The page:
How could this day get any

better? Well, our good mate and

well known SA musician Garth

Taylor just happened to be there

picking up another of our all

time favourite bikes, the Triumph

1200 Scrambler. As you will

have read about this time last

year when we rode the Husky

Pillens, Garth is an avid biker

and decided to join us.

Another good mate Lani, a

mad keen Triumph fan with his

previous gen Rocket 3 joined us

on our shenanigans for the day.

The plan was to head through

The Cradle and then on to Harties

for some lunch and then back

to Triumph. A combination of

good twisty roads and some nice

long sweeping roads to test the

touring capabilities of the all new


Two All New Rockets …

Same but different

There are two new Rocket 3

variants available, namely the GT

and the R. So, why and what are

the differences? We are not going

to bore you with all the technical

details, you find those all over the

net, we are going to give you

our experiences with these two

hot and sexy ladies that are so

different and yet - so much alike.

What is the same?

The chassis, the monster 2.5

litre motor, the suspension, the

electronics (both the models we

rode were fitted with the quickshifter

option), fuel tank, seats,

pillion foot pegs, (so neatly

sculpted into the chassis that

it took us a while to find them),

wheels and tyres are common

to both bikes which you might

imagine would make the two

Rockets pretty much identical

in just about every way. Same

Same? Why bother with two

models we hear you ask?

Well, thanks to bars and footpeg

positions, they are very different

in their application and riding style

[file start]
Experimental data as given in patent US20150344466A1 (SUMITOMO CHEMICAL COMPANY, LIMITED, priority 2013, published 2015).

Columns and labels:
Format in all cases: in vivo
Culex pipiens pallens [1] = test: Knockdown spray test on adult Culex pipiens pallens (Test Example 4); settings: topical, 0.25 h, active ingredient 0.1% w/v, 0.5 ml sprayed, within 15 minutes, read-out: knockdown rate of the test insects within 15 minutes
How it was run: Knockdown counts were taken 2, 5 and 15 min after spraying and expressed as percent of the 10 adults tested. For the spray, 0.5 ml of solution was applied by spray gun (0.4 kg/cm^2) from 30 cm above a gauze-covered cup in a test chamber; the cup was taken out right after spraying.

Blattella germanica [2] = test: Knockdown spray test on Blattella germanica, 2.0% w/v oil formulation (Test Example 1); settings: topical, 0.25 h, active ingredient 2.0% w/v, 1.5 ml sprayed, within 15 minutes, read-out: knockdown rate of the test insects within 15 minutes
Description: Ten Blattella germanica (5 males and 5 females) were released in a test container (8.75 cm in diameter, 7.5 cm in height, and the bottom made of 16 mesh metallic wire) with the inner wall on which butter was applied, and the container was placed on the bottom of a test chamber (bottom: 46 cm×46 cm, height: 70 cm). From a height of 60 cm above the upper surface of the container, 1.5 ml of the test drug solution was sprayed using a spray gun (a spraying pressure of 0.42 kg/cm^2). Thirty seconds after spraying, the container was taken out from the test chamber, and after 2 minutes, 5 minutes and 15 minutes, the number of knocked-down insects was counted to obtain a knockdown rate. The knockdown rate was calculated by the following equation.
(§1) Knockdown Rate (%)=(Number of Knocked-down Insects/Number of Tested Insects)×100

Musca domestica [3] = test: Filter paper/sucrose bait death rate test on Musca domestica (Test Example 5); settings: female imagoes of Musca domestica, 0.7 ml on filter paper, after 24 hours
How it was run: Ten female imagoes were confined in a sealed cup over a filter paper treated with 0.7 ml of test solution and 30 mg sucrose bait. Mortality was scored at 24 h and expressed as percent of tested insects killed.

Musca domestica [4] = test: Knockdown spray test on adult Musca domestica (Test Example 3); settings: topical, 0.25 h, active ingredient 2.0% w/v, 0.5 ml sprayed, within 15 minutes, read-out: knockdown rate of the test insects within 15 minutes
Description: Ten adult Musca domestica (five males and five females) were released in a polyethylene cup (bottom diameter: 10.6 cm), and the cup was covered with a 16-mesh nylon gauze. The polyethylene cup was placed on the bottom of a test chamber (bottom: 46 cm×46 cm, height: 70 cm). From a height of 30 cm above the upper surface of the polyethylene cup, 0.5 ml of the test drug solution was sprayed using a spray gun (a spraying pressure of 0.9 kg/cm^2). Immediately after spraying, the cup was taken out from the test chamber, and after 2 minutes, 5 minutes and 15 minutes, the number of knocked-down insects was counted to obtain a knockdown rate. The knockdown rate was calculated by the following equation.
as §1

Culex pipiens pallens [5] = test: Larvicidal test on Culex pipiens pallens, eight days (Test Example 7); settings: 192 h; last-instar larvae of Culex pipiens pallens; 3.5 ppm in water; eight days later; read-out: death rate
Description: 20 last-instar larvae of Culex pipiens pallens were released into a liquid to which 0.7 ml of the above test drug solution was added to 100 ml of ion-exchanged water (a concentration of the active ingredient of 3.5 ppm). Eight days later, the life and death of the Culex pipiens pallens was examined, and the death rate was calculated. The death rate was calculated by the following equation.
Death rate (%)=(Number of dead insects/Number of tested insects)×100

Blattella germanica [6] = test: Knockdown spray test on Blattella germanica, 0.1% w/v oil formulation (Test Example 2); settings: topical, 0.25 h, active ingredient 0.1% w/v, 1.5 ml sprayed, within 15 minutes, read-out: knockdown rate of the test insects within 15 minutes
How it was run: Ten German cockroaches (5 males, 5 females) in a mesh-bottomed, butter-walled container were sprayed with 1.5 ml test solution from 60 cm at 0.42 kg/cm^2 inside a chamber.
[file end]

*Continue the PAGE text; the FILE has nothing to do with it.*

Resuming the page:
and you will really either love one

or the other - or both.

We all had very mixed and

differing views after riding them.

The GT’s bars are slightly taller

and sweep back quite a bit. The

foot pegs are mounted with a

more mid to forward bias creating

an almost ‘easy rider’ or touring

sitting position.

The R’s handle bars are straighter

and lower with the pegs mounted

more under the rider and putting

the rider into a more sporty,

aggressive street fighter type

seating position.

These differences just make the

bikes feel worlds apart, especially

when riding and shifting through

the slick gearbox.

Because your legs are more

forward on the ‘GT’, you use your

legs, (quadriceps), more to stabilise

yourself under braking and the

laid back position of the handle

bars keep your shoulders in a very

natural and relaxed attitude, ideal

for for crossing continents. The ‘R’

however, with its more aggressive

seating position has you using your

core and your shoulder more when

braking and dipping into corners,

which is great fun in mountain

passes and the like but it gets a bit

trying on the long straight roads.

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